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River rock removal quote

Discussion in 'Landscape Maintenance' started by Bobschlosser94, Jun 11, 2012.

  1. Bobschlosser94

    Bobschlosser94 LawnSite Member
    from NE
    Messages: 2

    Hey all. I have lined up a job for laying down mulch in 6 different beds throughout a property. They wanted also for me to remove the river rock that is already there. The problem with this is, I have NOOO clue what to charge, or even how to charge for this. There is about 650 sq ft of rock altogether, according to my rough measurements. They never laid down a mat, so half of the rocks are buried in the soil. Are there methods that can help me get it done faster than by hands and buckets? i'd like to just go in with a bobcat and dig it out, however they want to keep the plants in the beds. Any help is appreciated here.
  2. alldayrj

    alldayrj LawnSite Gold Member
    Messages: 3,793

    Labor is labor. Where are you going to dump and how much is it going to cost
    Posted via Mobile Device
  3. Bobschlosser94

    Bobschlosser94 LawnSite Member
    from NE
    Messages: 2

    Dump fees will be 25 per ton, however, if I find a way and take the time to hose off the rocks and clean them, I can sell them to a local stone supplier, for $12 per ton. That would mean if I clean them, I need it to cost less than $37 per ton to wash.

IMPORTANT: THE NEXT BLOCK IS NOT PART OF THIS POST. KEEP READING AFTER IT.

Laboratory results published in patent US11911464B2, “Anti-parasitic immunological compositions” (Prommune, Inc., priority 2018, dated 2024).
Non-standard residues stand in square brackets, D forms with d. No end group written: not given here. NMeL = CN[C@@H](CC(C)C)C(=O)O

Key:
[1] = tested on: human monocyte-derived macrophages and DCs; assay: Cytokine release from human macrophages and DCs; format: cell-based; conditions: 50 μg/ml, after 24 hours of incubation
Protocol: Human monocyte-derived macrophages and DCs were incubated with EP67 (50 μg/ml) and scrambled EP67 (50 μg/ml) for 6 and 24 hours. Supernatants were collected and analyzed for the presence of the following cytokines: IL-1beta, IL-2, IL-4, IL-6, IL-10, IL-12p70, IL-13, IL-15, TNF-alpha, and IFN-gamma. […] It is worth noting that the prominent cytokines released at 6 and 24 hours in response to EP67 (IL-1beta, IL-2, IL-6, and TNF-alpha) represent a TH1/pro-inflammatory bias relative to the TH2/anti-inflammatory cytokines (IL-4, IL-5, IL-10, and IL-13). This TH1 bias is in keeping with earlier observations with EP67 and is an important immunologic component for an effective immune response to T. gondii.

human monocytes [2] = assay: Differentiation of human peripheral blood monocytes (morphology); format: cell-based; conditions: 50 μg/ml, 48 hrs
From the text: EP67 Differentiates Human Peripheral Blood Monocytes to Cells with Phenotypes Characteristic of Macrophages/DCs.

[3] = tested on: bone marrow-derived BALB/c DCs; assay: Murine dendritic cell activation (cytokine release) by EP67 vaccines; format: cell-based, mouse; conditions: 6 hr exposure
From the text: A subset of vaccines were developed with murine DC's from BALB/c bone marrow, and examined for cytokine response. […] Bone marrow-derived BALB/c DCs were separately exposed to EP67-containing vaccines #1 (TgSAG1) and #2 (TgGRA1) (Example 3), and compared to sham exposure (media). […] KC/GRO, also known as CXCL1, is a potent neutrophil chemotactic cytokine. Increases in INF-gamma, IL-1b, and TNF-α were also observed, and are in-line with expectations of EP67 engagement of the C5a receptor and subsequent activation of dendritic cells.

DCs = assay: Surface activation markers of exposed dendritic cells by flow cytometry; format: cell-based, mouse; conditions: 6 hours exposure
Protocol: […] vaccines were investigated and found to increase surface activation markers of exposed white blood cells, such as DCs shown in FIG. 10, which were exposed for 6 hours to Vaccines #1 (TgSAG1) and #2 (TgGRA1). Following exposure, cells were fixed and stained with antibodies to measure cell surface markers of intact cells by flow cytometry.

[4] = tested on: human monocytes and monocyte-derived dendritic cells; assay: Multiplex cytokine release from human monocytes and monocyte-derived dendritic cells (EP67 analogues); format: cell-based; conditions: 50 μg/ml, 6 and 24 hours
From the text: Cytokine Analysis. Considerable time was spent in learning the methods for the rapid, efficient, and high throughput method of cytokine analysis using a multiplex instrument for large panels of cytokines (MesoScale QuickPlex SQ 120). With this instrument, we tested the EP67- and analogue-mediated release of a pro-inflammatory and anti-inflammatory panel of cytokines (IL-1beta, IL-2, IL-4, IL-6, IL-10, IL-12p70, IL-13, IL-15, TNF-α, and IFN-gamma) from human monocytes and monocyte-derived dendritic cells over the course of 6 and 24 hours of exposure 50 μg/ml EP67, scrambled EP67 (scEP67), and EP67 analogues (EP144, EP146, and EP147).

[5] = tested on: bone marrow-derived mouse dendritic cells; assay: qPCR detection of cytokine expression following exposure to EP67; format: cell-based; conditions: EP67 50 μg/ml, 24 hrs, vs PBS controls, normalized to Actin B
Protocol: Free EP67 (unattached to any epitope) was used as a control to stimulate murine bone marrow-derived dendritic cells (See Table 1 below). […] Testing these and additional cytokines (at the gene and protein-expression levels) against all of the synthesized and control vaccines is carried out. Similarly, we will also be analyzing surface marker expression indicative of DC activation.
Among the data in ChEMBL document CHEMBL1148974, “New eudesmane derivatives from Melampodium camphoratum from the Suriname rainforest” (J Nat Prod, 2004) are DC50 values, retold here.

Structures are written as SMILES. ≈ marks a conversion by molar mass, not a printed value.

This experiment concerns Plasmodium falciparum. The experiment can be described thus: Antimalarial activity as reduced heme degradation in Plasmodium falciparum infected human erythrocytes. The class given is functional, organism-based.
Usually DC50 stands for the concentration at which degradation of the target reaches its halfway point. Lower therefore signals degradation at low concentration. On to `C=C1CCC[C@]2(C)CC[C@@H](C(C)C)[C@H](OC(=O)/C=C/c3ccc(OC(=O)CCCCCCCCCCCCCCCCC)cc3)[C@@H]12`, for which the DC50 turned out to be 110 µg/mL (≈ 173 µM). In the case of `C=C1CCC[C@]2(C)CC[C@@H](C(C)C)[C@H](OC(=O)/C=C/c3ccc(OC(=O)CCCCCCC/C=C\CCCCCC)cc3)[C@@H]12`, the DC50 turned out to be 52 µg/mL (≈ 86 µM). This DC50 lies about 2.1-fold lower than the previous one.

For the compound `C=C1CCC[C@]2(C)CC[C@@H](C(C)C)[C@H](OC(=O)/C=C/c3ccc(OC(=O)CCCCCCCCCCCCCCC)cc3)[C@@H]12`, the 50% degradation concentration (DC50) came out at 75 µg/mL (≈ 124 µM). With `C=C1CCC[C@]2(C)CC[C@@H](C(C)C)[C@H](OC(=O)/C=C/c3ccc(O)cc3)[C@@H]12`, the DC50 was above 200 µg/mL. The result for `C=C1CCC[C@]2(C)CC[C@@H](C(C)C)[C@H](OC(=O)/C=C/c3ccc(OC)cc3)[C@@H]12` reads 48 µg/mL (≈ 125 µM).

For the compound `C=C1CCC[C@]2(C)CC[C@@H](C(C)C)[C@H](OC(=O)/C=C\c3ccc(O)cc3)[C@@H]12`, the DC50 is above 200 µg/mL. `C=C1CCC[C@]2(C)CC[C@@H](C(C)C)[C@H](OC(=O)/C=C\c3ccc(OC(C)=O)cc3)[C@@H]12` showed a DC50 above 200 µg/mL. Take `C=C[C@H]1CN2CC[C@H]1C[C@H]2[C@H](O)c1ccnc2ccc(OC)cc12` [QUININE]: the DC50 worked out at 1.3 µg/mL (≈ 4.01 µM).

4. knox gsl

    knox gsl LawnSite Fanatic
    Messages: 6,018

    Leave them on your trailer and start spraying them down with the water hose. I would charge $300 for haul away/dump. I would then clean them and resale at a later date whether to a local supplier or to another customer. I would say that you will be around 10-12 hours to dig them all out manually so charge accordingly. Remember its not the customers business what happens to the material when it leaves the property, so always charge dump fees.
    Last edited: Jun 12, 2012
  5. Kelly's Landscaping

    Kelly's Landscaping LawnSite Platinum Member
    Messages: 4,657

    I have a dry creek bed at my house I built with drainage under it. So 42 tons of gravel and 40 tons or river rock. A few years back a parking lot next to the woods above my house didn't keep their drains cleaned and we had a super heavy rain storm were talking 5-9 inches in a very short time. And that caused a water fall off their property on to mine perhaps 50 feet across and 18 inches high. That came down the hill and removed about 40 tons of material and placed it all over my back yard with all the new silt like a 40 foot wide river delta. I can tell you first hand this stuff is a lot harder to dig up then you might think. As for methods we discovered the 4 prong tool which is like a pitch fork only the prongs are bent 90 degrees and its like a mini iron rake. This was a life saver since the shovel had a lot of issues getting under this since every few millimeters there's another rock to stop it. I wouldn't be surprised if you have 20-25 hours worth of labor digging that up and loading your truck.

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